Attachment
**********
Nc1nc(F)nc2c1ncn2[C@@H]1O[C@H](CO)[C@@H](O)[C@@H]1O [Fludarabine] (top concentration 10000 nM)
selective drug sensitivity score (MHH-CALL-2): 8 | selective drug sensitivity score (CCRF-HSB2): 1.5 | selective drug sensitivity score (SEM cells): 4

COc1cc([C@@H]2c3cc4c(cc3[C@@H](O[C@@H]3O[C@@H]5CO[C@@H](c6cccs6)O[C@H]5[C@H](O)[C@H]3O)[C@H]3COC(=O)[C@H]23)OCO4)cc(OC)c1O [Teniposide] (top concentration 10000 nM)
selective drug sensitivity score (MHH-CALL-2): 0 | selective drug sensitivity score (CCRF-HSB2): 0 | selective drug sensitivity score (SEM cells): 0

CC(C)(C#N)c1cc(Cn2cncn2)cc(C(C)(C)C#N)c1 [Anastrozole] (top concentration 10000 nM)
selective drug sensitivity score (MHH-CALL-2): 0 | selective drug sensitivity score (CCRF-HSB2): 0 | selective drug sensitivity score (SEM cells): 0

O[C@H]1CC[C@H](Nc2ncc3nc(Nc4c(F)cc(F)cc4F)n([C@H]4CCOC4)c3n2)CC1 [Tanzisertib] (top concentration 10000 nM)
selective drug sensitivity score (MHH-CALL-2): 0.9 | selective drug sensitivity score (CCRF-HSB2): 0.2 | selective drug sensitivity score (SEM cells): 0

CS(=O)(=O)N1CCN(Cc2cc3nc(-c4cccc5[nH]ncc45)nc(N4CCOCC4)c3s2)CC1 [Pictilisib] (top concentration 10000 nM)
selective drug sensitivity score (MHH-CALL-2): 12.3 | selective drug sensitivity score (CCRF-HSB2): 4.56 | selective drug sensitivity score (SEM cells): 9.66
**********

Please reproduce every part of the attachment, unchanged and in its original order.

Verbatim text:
Nc1nc(F)nc2c1ncn2[C@@H]1O[C@H](CO)[C@@H](O)[C@@H]1O [Fludarabine] (top concentration 10000 nM)
selective drug sensitivity score (MHH-CALL-2): 8 | selective drug sensitivity score (CCRF-HSB2): 1.5 | selective drug sensitivity score (SEM cells): 4

COc1cc([C@@H]2c3cc4c(cc3[C@@H](O[C@@H]3O[C@@H]5CO[C@@H](c6cccs6)O[C@H]5[C@H](O)[C@H]3O)[C@H]3COC(=O)[C@H]23)OCO4)cc(OC)c1O [Teniposide] (top concentration 10000 nM)
selective drug sensitivity score (MHH-CALL-2): 0 | selective drug sensitivity score (CCRF-HSB2): 0 | selective drug sensitivity score (SEM cells): 0

CC(C)(C#N)c1cc(Cn2cncn2)cc(C(C)(C)C#N)c1 [Anastrozole] (top concentration 10000 nM)
selective drug sensitivity score (MHH-CALL-2): 0 | selective drug sensitivity score (CCRF-HSB2): 0 | selective drug sensitivity score (SEM cells): 0

O[C@H]1CC[C@H](Nc2ncc3nc(Nc4c(F)cc(F)cc4F)n([C@H]4CCOC4)c3n2)CC1 [Tanzisertib] (top concentration 10000 nM)
selective drug sensitivity score (MHH-CALL-2): 0.9 | selective drug sensitivity score (CCRF-HSB2): 0.2 | selective drug sensitivity score (SEM cells): 0

CS(=O)(=O)N1CCN(Cc2cc3nc(-c4cccc5[nH]ncc45)nc(N4CCOCC4)c3s2)CC1 [Pictilisib] (top concentration 10000 nM)
selective drug sensitivity score (MHH-CALL-2): 12.3 | selective drug sensitivity score (CCRF-HSB2): 4.56 | selective drug sensitivity score (SEM cells): 9.66